In the last few months, multiple stories have emerged from New York City in which employees have asserted that they have been the victims of disability discrimination based upon their condition of sleep apnea. These cases are a reminder that disabilities can come in a wide range of varieties. Just because your disability does not involve a wheelchair or some other visible sign of limitation does not mean that it is not enough to trigger the protection of anti-discrimination laws. For advice and advocacy regarding your disability and workplace discrimination, contact a skilled New Jersey discrimination attorney to represent you.
While recent news articles from the New York Post and New York Daily News have focused on New York employees, New Jersey authorities have also faced this issue. Sometimes, the form of discrimination that an employer commits is the failure of the employer to provide the affected employee with a reasonable accommodation. For example, the employee in the Daily News article, a security guard with sleep apnea, sued after his employer allegedly fired him for sleeping during his meal breaks.
Last year, the New Jersey Attorney General’s Office issued a ruling in which it found the existence of probable cause for a hearing on alleged disability discrimination. That case involved the employer’s refusal to let the worker return to the job, as opposed to providing some accommodation like nap breaks. R.B. was diagnosed with sleep apnea and placed on leave from his job as a yard switcher for a trucking company in Port Newark.
The employee went through the required procedural steps to get back to work. He obtained a medical examiner’s certificate that said he was cleared to work. That certificate was valid for one month. The employer said it required a three-month certificate. R.B. eventually got a three-month certificate, but the employer still refused to let him return to the job, asserting alleged safety concerns because R.B. was still undergoing sleep apnea treatment.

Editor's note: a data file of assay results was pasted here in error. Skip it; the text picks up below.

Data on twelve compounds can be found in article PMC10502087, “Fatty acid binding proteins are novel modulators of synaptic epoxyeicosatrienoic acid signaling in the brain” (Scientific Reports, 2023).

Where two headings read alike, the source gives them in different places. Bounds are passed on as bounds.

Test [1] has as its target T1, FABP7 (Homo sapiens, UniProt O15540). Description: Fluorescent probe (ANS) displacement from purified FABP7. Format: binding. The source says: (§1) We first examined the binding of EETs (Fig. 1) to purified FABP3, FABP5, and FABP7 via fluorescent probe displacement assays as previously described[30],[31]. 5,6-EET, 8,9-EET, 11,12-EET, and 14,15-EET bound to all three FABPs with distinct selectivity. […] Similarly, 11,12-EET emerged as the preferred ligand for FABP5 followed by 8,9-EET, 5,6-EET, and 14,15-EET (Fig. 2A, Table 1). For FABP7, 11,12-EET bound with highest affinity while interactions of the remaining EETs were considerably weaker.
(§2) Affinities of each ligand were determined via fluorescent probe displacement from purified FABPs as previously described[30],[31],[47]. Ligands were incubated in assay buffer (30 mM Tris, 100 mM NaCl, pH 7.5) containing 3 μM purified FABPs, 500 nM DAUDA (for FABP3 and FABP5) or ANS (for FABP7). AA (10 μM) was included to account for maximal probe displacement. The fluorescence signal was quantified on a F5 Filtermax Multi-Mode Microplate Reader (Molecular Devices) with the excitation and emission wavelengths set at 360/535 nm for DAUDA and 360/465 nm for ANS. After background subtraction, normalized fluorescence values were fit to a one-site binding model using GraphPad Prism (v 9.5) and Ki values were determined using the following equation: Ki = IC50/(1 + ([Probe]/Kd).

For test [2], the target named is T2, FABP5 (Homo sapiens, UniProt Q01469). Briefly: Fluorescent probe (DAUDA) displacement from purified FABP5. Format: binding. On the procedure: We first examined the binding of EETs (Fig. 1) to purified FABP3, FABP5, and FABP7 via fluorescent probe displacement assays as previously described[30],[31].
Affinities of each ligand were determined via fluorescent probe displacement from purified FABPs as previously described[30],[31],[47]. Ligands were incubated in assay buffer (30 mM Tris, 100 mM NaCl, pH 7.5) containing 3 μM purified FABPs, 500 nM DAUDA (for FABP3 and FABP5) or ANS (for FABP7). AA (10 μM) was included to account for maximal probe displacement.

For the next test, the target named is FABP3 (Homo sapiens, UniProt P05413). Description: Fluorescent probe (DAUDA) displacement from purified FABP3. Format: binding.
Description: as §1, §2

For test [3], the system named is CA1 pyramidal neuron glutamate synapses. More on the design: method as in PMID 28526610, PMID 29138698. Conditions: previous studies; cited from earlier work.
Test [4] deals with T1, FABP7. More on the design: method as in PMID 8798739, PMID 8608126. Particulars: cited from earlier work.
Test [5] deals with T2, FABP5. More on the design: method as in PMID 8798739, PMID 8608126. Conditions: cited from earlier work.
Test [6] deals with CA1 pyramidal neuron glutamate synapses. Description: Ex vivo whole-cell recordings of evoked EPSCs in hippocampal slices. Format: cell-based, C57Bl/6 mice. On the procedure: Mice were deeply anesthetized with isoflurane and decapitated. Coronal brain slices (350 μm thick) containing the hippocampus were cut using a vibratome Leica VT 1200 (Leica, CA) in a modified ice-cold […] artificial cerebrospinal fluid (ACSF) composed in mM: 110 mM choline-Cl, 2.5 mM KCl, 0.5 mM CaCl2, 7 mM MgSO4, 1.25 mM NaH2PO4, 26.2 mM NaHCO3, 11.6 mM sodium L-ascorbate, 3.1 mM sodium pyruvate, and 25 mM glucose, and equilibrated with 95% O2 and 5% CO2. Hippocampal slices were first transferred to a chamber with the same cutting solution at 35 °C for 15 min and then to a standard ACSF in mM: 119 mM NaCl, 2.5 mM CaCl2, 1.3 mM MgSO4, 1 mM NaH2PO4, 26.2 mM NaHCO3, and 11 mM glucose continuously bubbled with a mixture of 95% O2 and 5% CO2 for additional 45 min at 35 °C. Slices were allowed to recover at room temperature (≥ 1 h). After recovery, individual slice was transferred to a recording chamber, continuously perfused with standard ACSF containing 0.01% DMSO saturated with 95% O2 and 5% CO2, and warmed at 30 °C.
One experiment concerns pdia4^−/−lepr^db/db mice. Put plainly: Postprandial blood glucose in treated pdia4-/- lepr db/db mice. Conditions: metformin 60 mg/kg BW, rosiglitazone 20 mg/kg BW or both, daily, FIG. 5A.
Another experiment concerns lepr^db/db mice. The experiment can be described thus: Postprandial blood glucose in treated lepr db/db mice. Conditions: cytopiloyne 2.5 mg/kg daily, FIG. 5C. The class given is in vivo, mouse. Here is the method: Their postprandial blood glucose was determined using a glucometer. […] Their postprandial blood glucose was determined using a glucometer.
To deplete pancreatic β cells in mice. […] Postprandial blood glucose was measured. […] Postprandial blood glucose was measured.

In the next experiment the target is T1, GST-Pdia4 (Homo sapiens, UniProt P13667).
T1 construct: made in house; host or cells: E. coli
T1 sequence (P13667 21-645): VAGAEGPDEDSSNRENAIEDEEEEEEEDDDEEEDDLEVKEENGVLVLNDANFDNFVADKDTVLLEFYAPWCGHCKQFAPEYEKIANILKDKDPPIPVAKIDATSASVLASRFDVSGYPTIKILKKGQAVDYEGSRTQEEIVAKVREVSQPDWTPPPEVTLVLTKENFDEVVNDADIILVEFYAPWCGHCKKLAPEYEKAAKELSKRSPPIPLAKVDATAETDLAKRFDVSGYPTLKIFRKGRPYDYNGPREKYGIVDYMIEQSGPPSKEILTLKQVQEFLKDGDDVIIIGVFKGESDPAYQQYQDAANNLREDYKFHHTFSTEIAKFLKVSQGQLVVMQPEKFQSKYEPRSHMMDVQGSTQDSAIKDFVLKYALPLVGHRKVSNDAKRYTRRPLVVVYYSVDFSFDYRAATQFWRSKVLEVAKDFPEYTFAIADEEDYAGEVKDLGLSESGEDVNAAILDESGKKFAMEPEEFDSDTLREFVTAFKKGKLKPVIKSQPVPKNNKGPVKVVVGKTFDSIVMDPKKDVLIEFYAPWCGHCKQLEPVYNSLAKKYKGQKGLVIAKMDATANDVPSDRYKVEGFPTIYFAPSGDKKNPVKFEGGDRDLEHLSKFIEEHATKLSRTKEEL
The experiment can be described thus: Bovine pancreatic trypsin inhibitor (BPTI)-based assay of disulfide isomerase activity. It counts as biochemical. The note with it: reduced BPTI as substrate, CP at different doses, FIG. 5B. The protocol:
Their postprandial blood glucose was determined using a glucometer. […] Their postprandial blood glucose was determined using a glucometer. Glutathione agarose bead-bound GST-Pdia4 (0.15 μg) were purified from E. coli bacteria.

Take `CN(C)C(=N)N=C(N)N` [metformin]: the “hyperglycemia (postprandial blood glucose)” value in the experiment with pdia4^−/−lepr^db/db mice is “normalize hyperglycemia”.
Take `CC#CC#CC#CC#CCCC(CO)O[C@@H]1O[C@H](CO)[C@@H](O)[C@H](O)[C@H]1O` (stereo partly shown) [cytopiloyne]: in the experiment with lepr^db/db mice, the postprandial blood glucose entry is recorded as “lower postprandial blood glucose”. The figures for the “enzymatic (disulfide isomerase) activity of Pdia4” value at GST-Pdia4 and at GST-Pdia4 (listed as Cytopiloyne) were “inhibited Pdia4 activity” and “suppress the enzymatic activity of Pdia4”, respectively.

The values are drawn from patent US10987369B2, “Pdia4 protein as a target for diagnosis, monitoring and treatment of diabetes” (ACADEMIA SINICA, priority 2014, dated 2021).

The Attorney General’s Office found probable cause for a discrimination hearing because of the employer’s actions. By declaring R.B. unfit to work, the employer “[a]ppears to have ignored the conclusions reached by its medical professionals who performed in-person evaluations before making their assessments.” By doing so, the employer essentially substituted “its judgment for that of the unanimous consensus of medical professionals who examined the employee.” Even if the employer’s alleged safety concerns were sincere and not just pretextual, the law still does not allow an employer to ignore the medical opinions of all the doctors who examined the worker. The employer could have chosen to engage in the interactive process but, in this case, R.B.’s employer never did that.
If you have suffered disability discrimination at your job, whether it is an improper refusal to let you return to work, a wrongful termination or some other erroneous action, retain the skilled New Jersey employment attorneys at Phillips & Associates. Our attorneys have spent countless hours working to help our clients get the fair outcomes they deserve. Reach us online or at (609) 436-9087 today to set up a free and confidential consultation and to find out how we can help you.
More blog posts:
What are My Employer’s Obligations to Provide an Accommodation of My Workplace Disability in New Jersey?, New Jersey Employment Lawyer Blog, June 11, 2018
What Does Illegal Disability Discrimination in the Workplace Look Like According to New Jersey Law?, New Jersey Employment Lawyer Blog, May 31, 2018
Photo Credit: RobinHiggins, [CC0 License], via Pixabay